Nature Geoscience tells us we're in a heap of trouble, or a bog of the stuff, because permafrost is liable to crumble far faster than the firmly settled, totally reliable science thought. It’s the usual scarily vague story, that “Permafrost in Canada, Alaska and Siberia is abruptly crumbling in ways that could release large stores of greenhouse gases more quickly than anticipated, researchers have warned.” Could. Might. Maybe. Science is wrong but right. That sort of stuff. Our snow goose is about to cook. Just the same way it didn’t last time; because what they never mention is that these runaway disasters didn’t happen during the historical intervals when far more warming happened over far longer intervals.
The story got the usual big play. But for all the attention no one examined the assumption that there is such a thing as a runaway greenhouse effect that can be triggered by a small amount of warming and, if there is, it condemns us to far more and far more unstoppable warming. “Scientists have long fretted that climate change - which has heated Arctic and subarctic regions at double the global rate - will release planet-warming CO2 and methane that has remained safely locked inside Earth's frozen landscapes for millennia…tipping [the Earth] into a self-perpetuating vicious circle of ice melt and global warming.”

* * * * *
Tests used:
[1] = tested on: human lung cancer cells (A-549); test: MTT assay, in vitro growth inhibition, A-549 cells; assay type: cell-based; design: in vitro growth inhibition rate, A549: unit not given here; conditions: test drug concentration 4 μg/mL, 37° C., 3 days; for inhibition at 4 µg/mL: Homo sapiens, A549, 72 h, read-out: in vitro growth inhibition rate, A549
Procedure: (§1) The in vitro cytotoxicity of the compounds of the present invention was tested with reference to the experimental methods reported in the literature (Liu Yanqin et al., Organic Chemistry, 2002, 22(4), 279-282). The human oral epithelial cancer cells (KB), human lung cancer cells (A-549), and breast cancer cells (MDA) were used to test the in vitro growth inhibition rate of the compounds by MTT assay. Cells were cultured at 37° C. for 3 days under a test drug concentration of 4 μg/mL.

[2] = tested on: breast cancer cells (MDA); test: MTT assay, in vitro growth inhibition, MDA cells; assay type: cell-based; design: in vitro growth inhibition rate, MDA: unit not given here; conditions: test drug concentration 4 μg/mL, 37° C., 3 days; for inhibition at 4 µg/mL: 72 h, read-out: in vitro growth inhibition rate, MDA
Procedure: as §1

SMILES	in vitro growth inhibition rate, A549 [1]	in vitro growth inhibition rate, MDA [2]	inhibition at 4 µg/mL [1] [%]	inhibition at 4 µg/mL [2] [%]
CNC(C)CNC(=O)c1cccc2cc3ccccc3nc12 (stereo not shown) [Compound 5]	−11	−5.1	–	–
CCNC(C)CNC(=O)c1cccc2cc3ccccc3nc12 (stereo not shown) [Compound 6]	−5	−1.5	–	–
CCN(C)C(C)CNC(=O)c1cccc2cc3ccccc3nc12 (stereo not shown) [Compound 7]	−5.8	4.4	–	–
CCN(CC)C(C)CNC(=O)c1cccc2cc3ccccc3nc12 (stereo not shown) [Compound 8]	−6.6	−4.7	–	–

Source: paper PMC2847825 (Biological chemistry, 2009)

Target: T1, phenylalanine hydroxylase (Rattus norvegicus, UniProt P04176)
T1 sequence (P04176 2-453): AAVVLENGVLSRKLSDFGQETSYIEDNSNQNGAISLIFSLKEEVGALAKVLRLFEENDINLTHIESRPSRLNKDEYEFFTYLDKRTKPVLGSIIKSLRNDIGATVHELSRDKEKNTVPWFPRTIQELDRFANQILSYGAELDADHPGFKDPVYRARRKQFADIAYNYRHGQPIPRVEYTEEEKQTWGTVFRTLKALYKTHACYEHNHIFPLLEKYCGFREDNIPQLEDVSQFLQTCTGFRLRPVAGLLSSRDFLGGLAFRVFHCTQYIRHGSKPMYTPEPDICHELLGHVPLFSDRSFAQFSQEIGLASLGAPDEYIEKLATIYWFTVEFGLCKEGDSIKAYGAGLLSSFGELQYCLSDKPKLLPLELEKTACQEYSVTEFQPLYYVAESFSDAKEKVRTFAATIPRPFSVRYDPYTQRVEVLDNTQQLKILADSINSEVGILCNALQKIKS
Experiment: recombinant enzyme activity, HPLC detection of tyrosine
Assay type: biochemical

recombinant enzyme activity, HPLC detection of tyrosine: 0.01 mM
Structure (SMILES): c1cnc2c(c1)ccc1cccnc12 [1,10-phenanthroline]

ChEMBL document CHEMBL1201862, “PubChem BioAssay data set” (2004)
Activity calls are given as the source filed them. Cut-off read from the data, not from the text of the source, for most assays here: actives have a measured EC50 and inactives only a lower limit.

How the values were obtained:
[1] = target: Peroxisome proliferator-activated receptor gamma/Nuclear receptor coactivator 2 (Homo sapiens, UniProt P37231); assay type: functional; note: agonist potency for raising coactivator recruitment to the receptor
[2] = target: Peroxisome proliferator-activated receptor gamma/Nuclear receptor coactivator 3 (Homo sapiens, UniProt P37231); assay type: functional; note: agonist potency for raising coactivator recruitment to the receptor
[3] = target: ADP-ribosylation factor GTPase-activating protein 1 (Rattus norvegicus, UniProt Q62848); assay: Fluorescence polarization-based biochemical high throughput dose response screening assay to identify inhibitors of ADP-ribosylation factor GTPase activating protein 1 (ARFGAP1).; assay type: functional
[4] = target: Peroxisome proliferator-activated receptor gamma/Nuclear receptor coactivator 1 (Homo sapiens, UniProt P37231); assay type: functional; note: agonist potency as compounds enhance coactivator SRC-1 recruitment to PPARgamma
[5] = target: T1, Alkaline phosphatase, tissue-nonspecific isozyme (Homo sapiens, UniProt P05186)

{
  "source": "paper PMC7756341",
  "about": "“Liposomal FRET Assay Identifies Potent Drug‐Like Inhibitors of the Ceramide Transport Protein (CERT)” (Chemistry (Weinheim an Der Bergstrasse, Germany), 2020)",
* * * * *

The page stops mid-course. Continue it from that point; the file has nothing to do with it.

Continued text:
Now the odd thing about these millennia is that there are a lot of them. Not just the 12,000 or so since the last retreat of the glaciers. But hundreds of thousands of them since the emergence of complex, multi-celled life. And in that time it has generally been considerably warmer than it is today, about 8°C. Where was the runaway warming? It didn’t happen then and it isn’t happening now. Did it occur at any point during the past when these marauding Mad Max gases weren’t “safely” under lock and key? Why didn’t the Cretaceous or the Eocene see a “hothouse” Earth inhospitable to life including such developments as, oh, say, the evolution of primates? How indeed was it possible for the Pliocene with high levels of CO2 and no “frozen landscapes” even at the poles to see not a “vicious circle” of warming but a sudden, runaway… cooling, with glaciers and mass disruption of long-established ecosystems?
Don’t ask. At least, don’t ask Nature Geoscience.